A year ago, Dallas Stars general manager Jim Nill was curious to see how then 18-year-old rookie forward Valeri Nichushkin would respond to the North American game, the rigors of an 82-game schedule and the obstacles that would inevitably confound the big Russian living in a new country and learning a new language on the fly.
"It was all brand new to him last year," Nill told NHL.com. "He had some frustrating times."
Nichushkin still scored 14 goals and had 34 points in 79 games playing in unfamiliar cities featuring smaller rinks and bigger and better competition than he had ever faced before. Stars coach Lindy Ruff said he counted as many as nine breakaways that Nichushkin missed on.
"A little better finish, he could have easily been up there close to 20 goals for us," Ruff said.
He was without question one of the many positives to come out of the Stars' surprisingly successful season. As this season approaches, Nill's curiosity about Nichushkin has advanced to how he will respond to being unshackled from all that was once new and different.
The Stars expect to make the Stanley Cup Playoffs again. They expect to be a contender once they get there. They'll need secondary scoring behind Tyler Seguin, Jamie Benn and Jason Spezza. They're counting on Nichushkin.
"We're going to see it," Nill said. "He stayed here for the summer again. He's been training every day. He's excited, itching to get back at it. I think we're going to see more growth from him now. He's been around the League. He just has to worry about hockey."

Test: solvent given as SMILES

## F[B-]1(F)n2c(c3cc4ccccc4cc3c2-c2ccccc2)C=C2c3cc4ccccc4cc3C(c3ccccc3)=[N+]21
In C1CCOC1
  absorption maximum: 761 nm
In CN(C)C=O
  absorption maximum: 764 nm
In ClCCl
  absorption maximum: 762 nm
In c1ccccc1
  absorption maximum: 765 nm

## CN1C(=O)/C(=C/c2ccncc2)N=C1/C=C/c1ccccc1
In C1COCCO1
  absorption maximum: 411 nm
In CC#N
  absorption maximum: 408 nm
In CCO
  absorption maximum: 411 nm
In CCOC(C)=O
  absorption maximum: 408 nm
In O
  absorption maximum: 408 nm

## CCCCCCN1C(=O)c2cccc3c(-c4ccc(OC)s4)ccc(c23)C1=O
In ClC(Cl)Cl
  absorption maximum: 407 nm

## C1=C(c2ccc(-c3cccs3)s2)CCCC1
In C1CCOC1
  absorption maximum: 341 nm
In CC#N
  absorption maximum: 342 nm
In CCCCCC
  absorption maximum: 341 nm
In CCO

Nill has already seen more growth in Nichushkin's body.
"I think he's gained 15 or 20 pounds already this summer," Nill said.
Nichushkin was listed at 6-foot-4, 205 pounds last season. He was able to go into the corners against bigger men like Nashville Predators captain Shea Weber and come out with the puck. Can you imagine the power game he'll be able to play at 6-4, 220 or 225?
"Well, I can't answer that, but I don't ever look at putting on weight as a thing that's going to make you turn the corner unless you put on the right weight," Ruff said. "He's a very powerful skater and I don't want to see him get any slower, but obviously there is room for him to get stronger and I think that's what he's trying to improve on. I'm excited about him."
Spezza is too. Nichushkin is yet another reason why the former Ottawa Senators captain targeted the Stars after requesting to be traded.
"I remember we played against the Stars in Dallas and he blew by a guy who I thought was an exceptional skater," Spezza said on July 1, after he was traded from Ottawa to Dallas. "He made him look like he was barely moving. If I get to play with him, hopefully we can find some chemistry."
Ruff has to determine where he feels Nichushkin fits best. It could be on a line with Spezza and Ales Hemsky, or with Tyler Seguin and Jamie Benn, the duo Nichushkin played with last season. It likely will be some combination of those players.
"We saw glimpses of what the upside is going to be," Nill said. "Now that he's North Americanized it's going to be intriguing to watch what he can become. There were times last season when it was unbelievable what he did."
Follow Dan Rosen on Twitter: @drosennhl
Author: Dan Rosen | NHL.com Senior Writer
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